There are a lot of headlines about obesity in children and adolescents and for good reason; in 2012 nearly 1 in 5 children and adolescents in the US were obese. However, it is important to recognize that body fat accumulation reflects excess energy and not excess micronutrient like vitamins and minerals or other nutrients like omega-3 fatty acids and fiber. Hidden hunger; adequate energy intake but insufficient micronutrients is a global problem.
Archive for 'March 2015'
Congratulations to Michelle Cardel (@michellecardel) for being selected as the 2015 recipient of the ASN Grand Prize for Young Minority Investigators, sponsored by DSM Nutritional Products LLC. Her presentation was entitled “Self-concept and obesity risk in low income diverse preschoolers”. She is a postdoctoral fellow at the University of Colorado, Denver being mentored by Dr James Hill and Susan Johnson. Michelle follows in the footsteps of previous winners: 2014 Monique LeMieux, Texas Tech University, 2013 Christine Hutchinson, Iowa State University; 2012 Wanida Lewis, North Carolina State University, and 2011 Maria Carlota Dao, Tufts University.
Nutrient deficiencies are often thought of as a thing of the past. You often hear that Americans are quite well nourished, despite the fact that inadequate intake of nutrients like vitamin D from the diet is nearly ubiquitous in America today. In 2012, the CDC released figures demonstrating the prevalence of individual deficiencies based on nationally representative biochemical assessment data from the latest round of NHANES showing that, contrary to popular belief, deficiencies are very much present in the modern day United States.
Experimental Biology 2015 (#ExpBio) starts Saturday in Boston, MA. The meeting will host nearly 14,000 scientists and exhibitors. The American Society for Nutrition (ASN) will hold its annual meeting bringing together many of its >5,000 members from around the globe.
DSM Nutritional Products is proud to continue its support of the ASN Minority Affairs and Diversity Committee (MARC). The MARC committee, chaired by Dr Charlotte Pratt, enhances the participation of scientists from minority groups.
Poor vitamin status contributes to poor growth in children 6-to 30-months of age. This is the conclusion of Strand and colleagues from a randomized, placebo controlled double-blind study providing twice the Recommended Daily Allowance (RDA) of folic acid and/or vitamin B12 (vs placebo) daily for 6 months.
While caregivers may sometimes feel they have relinquished control of their lives to their children, the food and cultural experiences of toddlers are set by caregivers.
When did choosing something to eat becomes as confusing as understanding climate change? While experts may argue about the impact of greenhouse gas accumulation on the environment, lives are much shorter. If nutrition is important, our health is the result of daily decisions. In this world of information overload, what should one do about nutrition? Case in point – vitamin D.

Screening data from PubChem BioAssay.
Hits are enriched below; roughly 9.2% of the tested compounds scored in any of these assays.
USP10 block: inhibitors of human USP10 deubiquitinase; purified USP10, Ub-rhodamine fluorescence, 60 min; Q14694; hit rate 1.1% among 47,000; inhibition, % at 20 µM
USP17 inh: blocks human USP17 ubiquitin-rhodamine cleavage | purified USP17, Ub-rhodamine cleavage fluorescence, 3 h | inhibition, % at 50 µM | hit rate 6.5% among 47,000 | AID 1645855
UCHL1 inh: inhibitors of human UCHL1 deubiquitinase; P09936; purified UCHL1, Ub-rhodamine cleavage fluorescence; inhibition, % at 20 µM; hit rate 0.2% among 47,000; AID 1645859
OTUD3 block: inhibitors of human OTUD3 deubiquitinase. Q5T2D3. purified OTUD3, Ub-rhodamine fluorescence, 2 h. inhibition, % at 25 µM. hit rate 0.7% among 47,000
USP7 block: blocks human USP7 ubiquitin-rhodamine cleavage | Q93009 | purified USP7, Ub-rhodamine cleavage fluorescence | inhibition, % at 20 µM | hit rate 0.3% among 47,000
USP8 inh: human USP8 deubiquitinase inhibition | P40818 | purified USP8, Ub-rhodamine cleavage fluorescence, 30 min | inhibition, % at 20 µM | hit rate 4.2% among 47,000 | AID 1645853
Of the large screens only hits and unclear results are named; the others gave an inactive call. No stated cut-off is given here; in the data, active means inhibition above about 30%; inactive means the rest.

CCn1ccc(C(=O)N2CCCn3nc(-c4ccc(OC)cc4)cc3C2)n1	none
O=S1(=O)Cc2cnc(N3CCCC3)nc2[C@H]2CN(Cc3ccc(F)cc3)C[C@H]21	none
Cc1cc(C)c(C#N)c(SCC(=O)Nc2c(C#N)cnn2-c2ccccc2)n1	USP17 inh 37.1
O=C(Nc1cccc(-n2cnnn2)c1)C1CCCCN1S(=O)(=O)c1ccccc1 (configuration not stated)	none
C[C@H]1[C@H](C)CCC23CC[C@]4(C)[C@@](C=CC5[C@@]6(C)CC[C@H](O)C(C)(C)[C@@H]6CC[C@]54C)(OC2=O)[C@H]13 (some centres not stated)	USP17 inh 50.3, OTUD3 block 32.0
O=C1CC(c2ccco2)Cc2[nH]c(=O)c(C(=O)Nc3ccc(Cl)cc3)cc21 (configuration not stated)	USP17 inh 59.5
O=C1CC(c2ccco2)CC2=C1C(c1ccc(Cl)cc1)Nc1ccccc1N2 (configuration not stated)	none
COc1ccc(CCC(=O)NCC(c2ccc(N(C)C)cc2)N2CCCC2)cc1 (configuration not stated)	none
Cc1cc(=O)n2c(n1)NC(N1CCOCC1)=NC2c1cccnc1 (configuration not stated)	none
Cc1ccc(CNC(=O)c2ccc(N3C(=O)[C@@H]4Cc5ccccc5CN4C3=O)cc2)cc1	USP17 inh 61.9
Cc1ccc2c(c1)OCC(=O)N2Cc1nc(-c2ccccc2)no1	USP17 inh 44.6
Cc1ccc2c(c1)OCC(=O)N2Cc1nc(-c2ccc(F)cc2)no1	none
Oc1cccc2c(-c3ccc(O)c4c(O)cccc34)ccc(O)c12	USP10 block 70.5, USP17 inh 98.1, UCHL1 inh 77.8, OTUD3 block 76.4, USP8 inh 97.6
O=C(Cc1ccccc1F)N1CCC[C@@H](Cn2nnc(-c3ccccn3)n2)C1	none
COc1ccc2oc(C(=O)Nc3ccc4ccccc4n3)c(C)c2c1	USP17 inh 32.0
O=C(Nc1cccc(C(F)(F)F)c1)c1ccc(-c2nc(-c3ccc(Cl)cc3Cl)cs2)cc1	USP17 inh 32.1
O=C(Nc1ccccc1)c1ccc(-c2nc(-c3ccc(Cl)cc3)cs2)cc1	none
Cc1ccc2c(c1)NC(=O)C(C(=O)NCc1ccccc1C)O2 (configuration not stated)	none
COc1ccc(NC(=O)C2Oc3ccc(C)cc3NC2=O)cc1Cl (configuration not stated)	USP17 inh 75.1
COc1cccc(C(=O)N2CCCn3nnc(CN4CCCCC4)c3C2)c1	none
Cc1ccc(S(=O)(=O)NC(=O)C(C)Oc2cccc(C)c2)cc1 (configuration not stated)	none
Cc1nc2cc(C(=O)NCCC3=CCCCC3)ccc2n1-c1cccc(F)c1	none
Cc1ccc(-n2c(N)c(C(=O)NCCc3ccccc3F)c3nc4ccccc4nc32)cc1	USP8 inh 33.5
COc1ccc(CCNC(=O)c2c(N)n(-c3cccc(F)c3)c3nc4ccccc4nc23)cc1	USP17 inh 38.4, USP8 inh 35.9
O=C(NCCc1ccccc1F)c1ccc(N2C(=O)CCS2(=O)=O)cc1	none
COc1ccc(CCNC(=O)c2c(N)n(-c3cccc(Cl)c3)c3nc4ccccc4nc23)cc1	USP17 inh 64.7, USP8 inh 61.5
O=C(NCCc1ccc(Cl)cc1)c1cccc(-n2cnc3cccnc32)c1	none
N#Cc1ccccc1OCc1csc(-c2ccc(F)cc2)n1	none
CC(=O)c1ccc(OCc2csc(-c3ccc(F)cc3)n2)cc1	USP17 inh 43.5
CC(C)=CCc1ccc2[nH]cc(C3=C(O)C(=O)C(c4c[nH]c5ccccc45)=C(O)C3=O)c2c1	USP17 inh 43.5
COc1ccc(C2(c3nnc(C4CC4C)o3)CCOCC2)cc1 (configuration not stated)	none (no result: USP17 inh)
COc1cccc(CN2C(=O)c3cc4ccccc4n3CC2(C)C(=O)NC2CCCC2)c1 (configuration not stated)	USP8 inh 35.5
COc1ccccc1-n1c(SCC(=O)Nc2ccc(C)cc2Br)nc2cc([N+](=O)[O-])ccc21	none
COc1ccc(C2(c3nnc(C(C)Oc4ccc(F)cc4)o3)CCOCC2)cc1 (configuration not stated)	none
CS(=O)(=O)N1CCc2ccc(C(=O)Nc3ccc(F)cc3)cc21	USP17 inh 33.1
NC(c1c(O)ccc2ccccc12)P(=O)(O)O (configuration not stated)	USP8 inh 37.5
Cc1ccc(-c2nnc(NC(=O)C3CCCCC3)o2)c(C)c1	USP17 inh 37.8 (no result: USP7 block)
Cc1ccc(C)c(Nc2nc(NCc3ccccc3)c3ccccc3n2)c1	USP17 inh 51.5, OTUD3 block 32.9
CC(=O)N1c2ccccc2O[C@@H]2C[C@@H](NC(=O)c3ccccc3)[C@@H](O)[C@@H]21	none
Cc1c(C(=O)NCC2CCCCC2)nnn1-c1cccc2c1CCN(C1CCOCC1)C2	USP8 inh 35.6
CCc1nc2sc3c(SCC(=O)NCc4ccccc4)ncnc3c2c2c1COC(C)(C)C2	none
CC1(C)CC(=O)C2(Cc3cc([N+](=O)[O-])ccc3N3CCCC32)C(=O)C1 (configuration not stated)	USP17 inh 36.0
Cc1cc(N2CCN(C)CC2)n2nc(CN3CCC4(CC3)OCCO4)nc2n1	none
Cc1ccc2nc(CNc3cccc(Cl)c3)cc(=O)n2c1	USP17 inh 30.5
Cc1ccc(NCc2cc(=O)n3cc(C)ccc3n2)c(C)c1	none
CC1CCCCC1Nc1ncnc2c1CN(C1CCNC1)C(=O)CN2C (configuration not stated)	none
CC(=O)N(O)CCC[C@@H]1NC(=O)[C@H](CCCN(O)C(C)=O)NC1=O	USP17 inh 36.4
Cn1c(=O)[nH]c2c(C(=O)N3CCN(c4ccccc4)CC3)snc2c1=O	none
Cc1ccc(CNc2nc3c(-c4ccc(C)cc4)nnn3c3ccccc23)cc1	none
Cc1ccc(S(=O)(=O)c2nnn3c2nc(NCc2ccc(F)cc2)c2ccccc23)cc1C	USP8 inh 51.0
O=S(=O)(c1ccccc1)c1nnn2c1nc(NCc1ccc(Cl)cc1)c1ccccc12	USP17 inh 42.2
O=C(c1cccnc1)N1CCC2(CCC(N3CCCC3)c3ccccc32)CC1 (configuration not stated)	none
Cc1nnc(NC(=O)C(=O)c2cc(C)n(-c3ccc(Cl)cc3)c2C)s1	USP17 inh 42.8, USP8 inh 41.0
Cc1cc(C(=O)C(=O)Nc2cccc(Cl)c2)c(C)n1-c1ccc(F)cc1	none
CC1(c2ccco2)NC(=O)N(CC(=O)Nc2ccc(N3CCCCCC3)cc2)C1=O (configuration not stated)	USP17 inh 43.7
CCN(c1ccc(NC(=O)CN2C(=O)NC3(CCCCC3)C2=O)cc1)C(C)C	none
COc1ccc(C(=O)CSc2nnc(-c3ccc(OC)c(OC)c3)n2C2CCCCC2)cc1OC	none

Children are our future. Their health and potential lies in the hands of parents, caregivers, and community members. Children become adults, have babies, and the future becomes the present held by the hands and shaped by the minds of the next generation. To strengthen individuals and communities, DSM supports Thousand Days in its #March4Nutrition campaign to increase awareness of the importance of nutrition during the first 1,000 days of life.
When was the last time you ate fish? When was the last time you ate fatty fish (fish sticks don’t count) like salmon, herring or sardines? If you had to pause to think, you are not alone. Data from the 2011-2012 National Health and Nutrition Examination Survey shows that the mean dietary intake of EPA and DHA found mainly in fatty fish and some fortified foods is only 86mg in adults 19 and older. Intake is slightly higher in adults 70 and older (100mg) but still far below expert recommendations of 250 mg of EPA and DHA per day.
Yesterday’s blog was derived out of frustration that a health professional would undermine trust of professional colleagues and council against well-accepted recommendations in a news broadcast. Today we cover the opposite spectrum – a sensible, thought-provoking, rational recommendation to help reduce the risk of poor health in millions of people because of vitamin D insufficiency. Hats off to authors Karras, Anagnostis, Paschou, Kandaraki and Goulis.
I wonder if the American Medical Association is pleased with Dr Agus’ insinuation that we shouldn’t trust our doctor. In the CBSNews this morning, he says, “If your doctor says you should be on vitamin D, I want you to say where is the data it will benefit me and challenge for that data.” It is an extreme position for one doctor to casually dismiss evidence that 9 out of 10 Americans are not getting enough vitamin D. When Agus tells Gayle King she is unlikely to have rickets, does he realize that 31% of African Americans are at risk of vitamin D deficiency? Vitamin D deficiency does indeed cause rickets.
Skeptics don’t believe that vitamins are absorbed from pills. People are chastised for wasting money on dietary supplements. Researchers review results of randomized controlled trials (RCTs) and conclude that vitamin supplements don’t help prevent chronic disease. Experts step up and explain that decades of nutrition research shouldn’t be ignored. The problem is that understanding nutrient-disease relationships requires measuring nutritional status. Proof of this fact can be found in an RCT conducted in China.